Vehicles with Consumer Reviews
After eAssist's debut last year, 2013 is quiet for the LaCrosse. Option groups are arrayed in five packages now (previously seven), ranging from the base LaCrosse to the Touring package, with Leather, Premium I and Premium II levels filling in. All-wheel drive (AWD) is available on Leather and Premium I trim levels.
The biggest change in the 2012 LaCrosse is standard eAssist, which marries an 11 Kw (15-hp) electric motor to a 182-hp 2.4-liter Ecotec four driving a six-speed automatic transmission. It's good for a 20-percent improvement in EPA highway fuel economy and an impressive 32-percent boost in city economy over the 2011 four-cylinder LaCrosse. If you prefer horsepower to hybrid power, a lighter and more powerful (than last year) 303-hp 3.6-liter V6 is a no-cost option.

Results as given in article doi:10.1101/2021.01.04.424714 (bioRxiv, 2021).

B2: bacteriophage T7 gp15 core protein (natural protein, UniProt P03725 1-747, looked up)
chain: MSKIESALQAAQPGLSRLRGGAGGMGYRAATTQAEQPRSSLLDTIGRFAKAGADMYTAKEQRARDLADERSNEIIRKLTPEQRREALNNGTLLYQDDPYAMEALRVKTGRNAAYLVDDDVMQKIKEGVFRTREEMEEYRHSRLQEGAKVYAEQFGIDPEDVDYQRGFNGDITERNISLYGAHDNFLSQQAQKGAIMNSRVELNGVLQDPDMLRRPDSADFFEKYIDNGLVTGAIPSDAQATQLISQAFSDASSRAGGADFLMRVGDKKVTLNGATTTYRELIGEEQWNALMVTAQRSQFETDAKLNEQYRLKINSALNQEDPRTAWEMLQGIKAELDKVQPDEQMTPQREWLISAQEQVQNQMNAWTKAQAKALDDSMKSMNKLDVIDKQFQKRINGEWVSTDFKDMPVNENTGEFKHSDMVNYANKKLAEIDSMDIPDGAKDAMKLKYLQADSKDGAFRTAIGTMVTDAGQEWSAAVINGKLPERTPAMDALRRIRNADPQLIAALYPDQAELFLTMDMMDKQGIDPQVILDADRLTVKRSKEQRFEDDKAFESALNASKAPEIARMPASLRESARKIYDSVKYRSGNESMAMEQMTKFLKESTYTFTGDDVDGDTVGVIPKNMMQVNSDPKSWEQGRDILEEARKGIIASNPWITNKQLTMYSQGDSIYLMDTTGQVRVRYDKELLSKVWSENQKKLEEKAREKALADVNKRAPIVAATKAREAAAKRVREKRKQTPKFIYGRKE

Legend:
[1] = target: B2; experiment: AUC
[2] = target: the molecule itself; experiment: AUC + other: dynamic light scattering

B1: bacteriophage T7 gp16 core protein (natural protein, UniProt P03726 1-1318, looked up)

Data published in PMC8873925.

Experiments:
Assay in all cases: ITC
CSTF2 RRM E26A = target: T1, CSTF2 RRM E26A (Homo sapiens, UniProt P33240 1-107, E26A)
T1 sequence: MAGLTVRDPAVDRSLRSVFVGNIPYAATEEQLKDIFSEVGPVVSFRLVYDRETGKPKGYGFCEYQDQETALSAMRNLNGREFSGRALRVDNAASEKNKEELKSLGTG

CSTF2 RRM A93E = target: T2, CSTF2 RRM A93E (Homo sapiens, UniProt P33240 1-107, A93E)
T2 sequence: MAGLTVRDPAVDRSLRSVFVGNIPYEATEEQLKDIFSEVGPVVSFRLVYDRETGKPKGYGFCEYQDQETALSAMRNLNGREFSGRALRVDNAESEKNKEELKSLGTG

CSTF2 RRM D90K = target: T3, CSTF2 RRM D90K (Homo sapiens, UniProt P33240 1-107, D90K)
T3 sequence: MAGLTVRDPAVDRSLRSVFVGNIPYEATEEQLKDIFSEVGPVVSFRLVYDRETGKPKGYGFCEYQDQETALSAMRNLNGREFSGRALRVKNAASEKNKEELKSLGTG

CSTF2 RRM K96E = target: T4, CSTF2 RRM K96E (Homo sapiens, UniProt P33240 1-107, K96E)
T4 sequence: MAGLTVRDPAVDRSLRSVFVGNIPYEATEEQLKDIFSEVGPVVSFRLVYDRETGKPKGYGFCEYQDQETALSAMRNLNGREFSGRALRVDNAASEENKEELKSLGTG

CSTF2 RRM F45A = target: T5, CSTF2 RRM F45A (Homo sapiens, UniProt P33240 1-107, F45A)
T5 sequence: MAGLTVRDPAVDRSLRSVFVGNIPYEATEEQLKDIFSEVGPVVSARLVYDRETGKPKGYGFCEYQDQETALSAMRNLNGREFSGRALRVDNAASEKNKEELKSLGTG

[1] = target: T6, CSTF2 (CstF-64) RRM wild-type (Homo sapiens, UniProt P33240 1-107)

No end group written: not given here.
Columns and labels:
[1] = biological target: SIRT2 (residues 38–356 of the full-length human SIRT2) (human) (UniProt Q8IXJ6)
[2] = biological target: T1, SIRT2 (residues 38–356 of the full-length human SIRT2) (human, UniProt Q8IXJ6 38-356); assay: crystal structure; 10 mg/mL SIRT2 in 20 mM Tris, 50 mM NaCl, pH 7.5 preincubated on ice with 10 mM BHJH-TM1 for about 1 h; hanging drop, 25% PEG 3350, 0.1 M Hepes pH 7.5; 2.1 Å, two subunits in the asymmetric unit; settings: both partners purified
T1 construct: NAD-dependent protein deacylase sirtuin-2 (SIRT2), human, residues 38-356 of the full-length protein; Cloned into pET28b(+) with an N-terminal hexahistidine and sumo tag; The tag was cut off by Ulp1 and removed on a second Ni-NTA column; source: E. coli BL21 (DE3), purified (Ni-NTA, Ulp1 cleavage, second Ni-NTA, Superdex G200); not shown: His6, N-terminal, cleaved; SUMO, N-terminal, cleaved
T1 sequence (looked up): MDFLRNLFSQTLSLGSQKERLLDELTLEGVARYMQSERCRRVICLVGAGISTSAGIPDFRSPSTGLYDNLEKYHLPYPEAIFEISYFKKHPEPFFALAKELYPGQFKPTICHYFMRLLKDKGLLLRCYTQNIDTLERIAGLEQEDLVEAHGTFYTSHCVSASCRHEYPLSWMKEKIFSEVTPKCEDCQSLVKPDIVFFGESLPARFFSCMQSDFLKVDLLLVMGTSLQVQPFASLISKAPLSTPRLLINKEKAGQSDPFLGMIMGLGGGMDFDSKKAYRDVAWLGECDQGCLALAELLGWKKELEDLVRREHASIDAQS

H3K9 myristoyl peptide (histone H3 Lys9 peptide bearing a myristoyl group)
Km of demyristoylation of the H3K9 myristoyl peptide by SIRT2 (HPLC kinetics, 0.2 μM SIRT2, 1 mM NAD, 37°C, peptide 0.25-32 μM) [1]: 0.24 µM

The LaCrosse finds itself surrounded by an ever-increasing field of sporty and capable competitors. It has not been the smash success for which Buick was hoping, and the division has had to reconfigure its midsize sedan by offering a wider range of features, as well as more competitive pricing. On paper, the LaCrosse appears equal to such market heavyweights as the Toyota Camry, Hyundai Sonata and Honda Accord, matching them in power, features and interior volume. Unfortunately, the LaCrosse's conservative styling hampers its ability to lure foreign car converts and younger buyers, a situation likely to become even more dire with the arrival of the very attractive new Chrysler Sebring.